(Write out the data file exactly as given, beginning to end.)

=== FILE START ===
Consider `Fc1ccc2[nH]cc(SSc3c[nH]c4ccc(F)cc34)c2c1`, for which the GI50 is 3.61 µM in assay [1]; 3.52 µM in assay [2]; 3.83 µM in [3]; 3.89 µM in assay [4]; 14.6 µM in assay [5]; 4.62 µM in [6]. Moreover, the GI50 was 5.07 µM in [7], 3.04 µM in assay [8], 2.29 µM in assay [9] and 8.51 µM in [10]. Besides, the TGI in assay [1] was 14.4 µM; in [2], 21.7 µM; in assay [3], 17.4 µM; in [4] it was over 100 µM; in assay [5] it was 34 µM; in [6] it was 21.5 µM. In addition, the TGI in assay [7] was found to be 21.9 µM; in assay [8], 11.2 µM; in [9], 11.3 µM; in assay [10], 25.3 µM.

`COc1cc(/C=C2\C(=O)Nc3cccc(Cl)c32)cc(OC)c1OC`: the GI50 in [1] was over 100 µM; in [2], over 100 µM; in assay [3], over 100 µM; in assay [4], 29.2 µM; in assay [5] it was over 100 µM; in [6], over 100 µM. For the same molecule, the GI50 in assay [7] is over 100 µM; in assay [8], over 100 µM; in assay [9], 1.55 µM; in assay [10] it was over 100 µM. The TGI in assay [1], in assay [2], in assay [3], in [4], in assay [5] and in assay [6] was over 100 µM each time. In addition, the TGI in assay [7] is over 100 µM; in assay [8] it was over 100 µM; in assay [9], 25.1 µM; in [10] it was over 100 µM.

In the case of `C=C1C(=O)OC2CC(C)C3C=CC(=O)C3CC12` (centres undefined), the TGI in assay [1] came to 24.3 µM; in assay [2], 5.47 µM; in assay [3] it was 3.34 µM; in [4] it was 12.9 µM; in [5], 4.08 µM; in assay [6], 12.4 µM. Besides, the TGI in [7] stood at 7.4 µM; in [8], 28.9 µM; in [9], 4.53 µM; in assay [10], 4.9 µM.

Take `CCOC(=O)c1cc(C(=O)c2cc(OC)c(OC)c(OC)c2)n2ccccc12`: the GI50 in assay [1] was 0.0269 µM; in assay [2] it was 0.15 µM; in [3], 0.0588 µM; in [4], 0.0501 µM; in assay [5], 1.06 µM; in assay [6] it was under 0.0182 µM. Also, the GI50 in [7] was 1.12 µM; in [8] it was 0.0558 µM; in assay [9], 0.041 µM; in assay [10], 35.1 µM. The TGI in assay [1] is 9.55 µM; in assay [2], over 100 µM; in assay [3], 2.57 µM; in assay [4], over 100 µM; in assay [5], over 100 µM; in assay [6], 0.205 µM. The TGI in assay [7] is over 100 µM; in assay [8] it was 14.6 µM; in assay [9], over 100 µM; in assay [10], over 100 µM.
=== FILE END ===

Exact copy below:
Consider `Fc1ccc2[nH]cc(SSc3c[nH]c4ccc(F)cc34)c2c1`, for which the GI50 is 3.61 µM in assay [1]; 3.52 µM in assay [2]; 3.83 µM in [3]; 3.89 µM in assay [4]; 14.6 µM in assay [5]; 4.62 µM in [6]. Moreover, the GI50 was 5.07 µM in [7], 3.04 µM in assay [8], 2.29 µM in assay [9] and 8.51 µM in [10]. Besides, the TGI in assay [1] was 14.4 µM; in [2], 21.7 µM; in assay [3], 17.4 µM; in [4] it was over 100 µM; in assay [5] it was 34 µM; in [6] it was 21.5 µM. In addition, the TGI in assay [7] was found to be 21.9 µM; in assay [8], 11.2 µM; in [9], 11.3 µM; in assay [10], 25.3 µM.

`COc1cc(/C=C2\C(=O)Nc3cccc(Cl)c32)cc(OC)c1OC`: the GI50 in [1] was over 100 µM; in [2], over 100 µM; in assay [3], over 100 µM; in assay [4], 29.2 µM; in assay [5] it was over 100 µM; in [6], over 100 µM. For the same molecule, the GI50 in assay [7] is over 100 µM; in assay [8], over 100 µM; in assay [9], 1.55 µM; in assay [10] it was over 100 µM. The TGI in assay [1], in assay [2], in assay [3], in [4], in assay [5] and in assay [6] was over 100 µM each time. In addition, the TGI in assay [7] is over 100 µM; in assay [8] it was over 100 µM; in assay [9], 25.1 µM; in [10] it was over 100 µM.

In the case of `C=C1C(=O)OC2CC(C)C3C=CC(=O)C3CC12` (centres undefined), the TGI in assay [1] came to 24.3 µM; in assay [2], 5.47 µM; in assay [3] it was 3.34 µM; in [4] it was 12.9 µM; in [5], 4.08 µM; in assay [6], 12.4 µM. Besides, the TGI in [7] stood at 7.4 µM; in [8], 28.9 µM; in [9], 4.53 µM; in assay [10], 4.9 µM.

Take `CCOC(=O)c1cc(C(=O)c2cc(OC)c(OC)c(OC)c2)n2ccccc12`: the GI50 in assay [1] was 0.0269 µM; in assay [2] it was 0.15 µM; in [3], 0.0588 µM; in [4], 0.0501 µM; in assay [5], 1.06 µM; in assay [6] it was under 0.0182 µM. Also, the GI50 in [7] was 1.12 µM; in [8] it was 0.0558 µM; in assay [9], 0.041 µM; in assay [10], 35.1 µM. The TGI in assay [1] is 9.55 µM; in assay [2], over 100 µM; in assay [3], 2.57 µM; in assay [4], over 100 µM; in assay [5], over 100 µM; in assay [6], 0.205 µM. The TGI in assay [7] is over 100 µM; in assay [8] it was 14.6 µM; in assay [9], over 100 µM; in assay [10], over 100 µM.